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Theatre Topics 12.2 (2002) 191-202

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An Interview with Stella Adler

Joanna Rotté

On a May afternoon in 1974, at her fifth floor address on Fifth Avenue with a frontal view of the Metropolitan Museum of Art, Stella Adler granted me an interview. We were seated in her dining room at a cozy side table draped in linen where a maid served us tea. I had recently completed the two-year course of actor training at the Adler Conservatory and was struggling to sort out the techniques I had been given, with a mind toward writing about Stella's teachings. I was certain she understood the art and craft of acting better than anyone, and I wanted to know the path she had taken to wisdom. Eventually, as supporting material for my book, Acting with Adler, I compiled a history of Stella Adler's career, an abbreviated version of which I am pleased to offer here as context for the interview to follow.

Born in 1901 the youngest daughter of Jacob and Sarah Adler, Stella achieved eminence in the Adler family of theatre professionals, who, in the eyes of Harold Clurman, Stella's second husband, "loved the theatre passionately, down to its minutest details, and were 'idealistic' about it withal"(Clurman 110). Father Jacob, an actor in the heroic style and the undisputed monarch of the Yiddish stage, aroused his children to pursue artistic ideals and shun celebrity. Mother Sarah, illustrious in the style of romantic realism, was of hearty constitution and energy. When Jacob temporarily left her to take a servant as his mistress, she formed her own company, chose and directed the plays, designed and sewed her own costumes, polished and arranged the fruit sold during intermissions, and acted the main female parts. Stella considered her the greatest woman she had ever known. In analyzing Madam Ranevskaya in Chekhov's The Cherry Orchard, Stella evoked her mother who, she said, when there wasn't any money left during the Depression, went out and bought a carpet at Wanamaker's. Stella inherited the noble mien of her father (she was considered the beauty of the family), and the spirit of her mother (she was said to be the most deeply feeling of the Adler children), a spirit that could be called poetic and proto-feminist. My favorite Sarah Adler story, told by Harold Clurman in All People are Famous, entails an interview in which she stated her age as 68, which the reporter questioned: "But Madame Adler, how can that be? I just asked your son Jack his age and he told me 60. To which Sarah replied, 'Well he has his life and I have mine.'" (112-13).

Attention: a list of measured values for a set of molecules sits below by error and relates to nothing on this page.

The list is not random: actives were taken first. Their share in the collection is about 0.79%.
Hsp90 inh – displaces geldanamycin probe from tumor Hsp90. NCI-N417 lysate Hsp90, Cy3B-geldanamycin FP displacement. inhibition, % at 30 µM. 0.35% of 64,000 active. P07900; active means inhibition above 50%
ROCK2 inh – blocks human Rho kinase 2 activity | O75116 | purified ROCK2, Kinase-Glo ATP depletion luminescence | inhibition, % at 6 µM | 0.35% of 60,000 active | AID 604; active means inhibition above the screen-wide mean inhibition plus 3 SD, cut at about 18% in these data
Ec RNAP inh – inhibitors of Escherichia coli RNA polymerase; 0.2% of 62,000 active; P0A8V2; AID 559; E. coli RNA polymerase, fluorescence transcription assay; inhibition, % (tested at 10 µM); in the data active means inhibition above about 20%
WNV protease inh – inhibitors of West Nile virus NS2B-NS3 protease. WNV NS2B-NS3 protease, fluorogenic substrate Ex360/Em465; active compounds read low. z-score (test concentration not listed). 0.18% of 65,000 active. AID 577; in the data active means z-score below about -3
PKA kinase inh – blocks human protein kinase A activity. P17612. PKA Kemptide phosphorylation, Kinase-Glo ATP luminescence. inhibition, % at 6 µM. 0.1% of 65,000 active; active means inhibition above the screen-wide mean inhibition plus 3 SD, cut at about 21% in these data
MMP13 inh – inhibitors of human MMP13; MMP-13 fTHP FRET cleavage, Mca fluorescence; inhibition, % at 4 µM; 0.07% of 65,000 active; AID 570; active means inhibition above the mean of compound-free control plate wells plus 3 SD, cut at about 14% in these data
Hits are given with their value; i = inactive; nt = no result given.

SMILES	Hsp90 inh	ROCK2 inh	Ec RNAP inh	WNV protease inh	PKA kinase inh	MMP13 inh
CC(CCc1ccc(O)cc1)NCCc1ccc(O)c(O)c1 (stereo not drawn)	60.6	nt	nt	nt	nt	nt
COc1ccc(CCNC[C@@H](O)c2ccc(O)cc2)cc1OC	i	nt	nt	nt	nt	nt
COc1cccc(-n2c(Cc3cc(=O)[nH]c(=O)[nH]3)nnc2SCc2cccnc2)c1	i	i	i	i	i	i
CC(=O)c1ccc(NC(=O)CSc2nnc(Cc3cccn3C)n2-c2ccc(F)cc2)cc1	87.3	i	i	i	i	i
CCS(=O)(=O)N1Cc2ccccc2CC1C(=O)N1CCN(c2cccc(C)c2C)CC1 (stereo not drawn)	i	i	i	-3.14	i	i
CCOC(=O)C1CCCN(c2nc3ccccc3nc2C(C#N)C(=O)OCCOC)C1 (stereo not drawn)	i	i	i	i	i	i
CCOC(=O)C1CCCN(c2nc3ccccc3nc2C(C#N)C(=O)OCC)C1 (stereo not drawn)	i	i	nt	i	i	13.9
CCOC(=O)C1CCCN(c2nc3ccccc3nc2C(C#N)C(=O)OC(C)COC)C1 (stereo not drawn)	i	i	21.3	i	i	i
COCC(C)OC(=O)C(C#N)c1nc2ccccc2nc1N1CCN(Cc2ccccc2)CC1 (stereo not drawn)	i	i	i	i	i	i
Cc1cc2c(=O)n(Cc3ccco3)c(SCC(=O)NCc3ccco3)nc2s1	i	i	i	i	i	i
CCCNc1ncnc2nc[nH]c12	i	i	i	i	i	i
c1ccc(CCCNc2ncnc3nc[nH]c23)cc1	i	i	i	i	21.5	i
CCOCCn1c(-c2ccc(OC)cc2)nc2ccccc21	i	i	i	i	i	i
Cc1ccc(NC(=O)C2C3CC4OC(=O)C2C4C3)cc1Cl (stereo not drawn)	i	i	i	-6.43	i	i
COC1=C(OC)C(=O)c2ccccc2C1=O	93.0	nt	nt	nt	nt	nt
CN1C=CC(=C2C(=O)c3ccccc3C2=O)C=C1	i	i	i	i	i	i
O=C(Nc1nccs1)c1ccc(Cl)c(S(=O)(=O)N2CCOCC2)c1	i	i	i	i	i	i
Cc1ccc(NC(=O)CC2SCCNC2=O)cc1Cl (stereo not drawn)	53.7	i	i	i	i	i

In 1924 Stella joined the American Laboratory Theatre, an offshoot of the Moscow Art Studio Theatre. The Lab experience introduced her to the early ideas of Stanislavsky and distinguished her in the Adler clan, all of whom had learned their craft entirely in the theatre. With the exception of Jacob, they [End Page 191] made fun of Stella, since she had been on stage since the age of two, for going to acting school. The end of the 1920s found Stella contracted to Maurice Schwartz's Yiddish Art Theatre, in her estimation a "theatre of love" that provided her the two most enjoyable seasons of her years on stage. In an interview I conducted with Stella's niece Lulla Rosenfeld, a writer and the Adler family historian, she recalled Stella playing Nerissa to Frances Adler's Portia in The Merchant of Venice "as if they were two flowers laughing," as well as Stella performing in a Sholem Alelchem piece "as if she were a kind of Lillian Gish perfume."

When the Group Theatre was founded in 1931 under the leadership of Harold Clurman, Stella was prominent in the company. Most of the Group actors were acquainted with the rudiments of the Stanislavsky System, especially emotion-memory exercises, which they practiced under the supervision of Group co-founder Lee Strasberg. But it was not until 1934, when Stella entered into five weeks...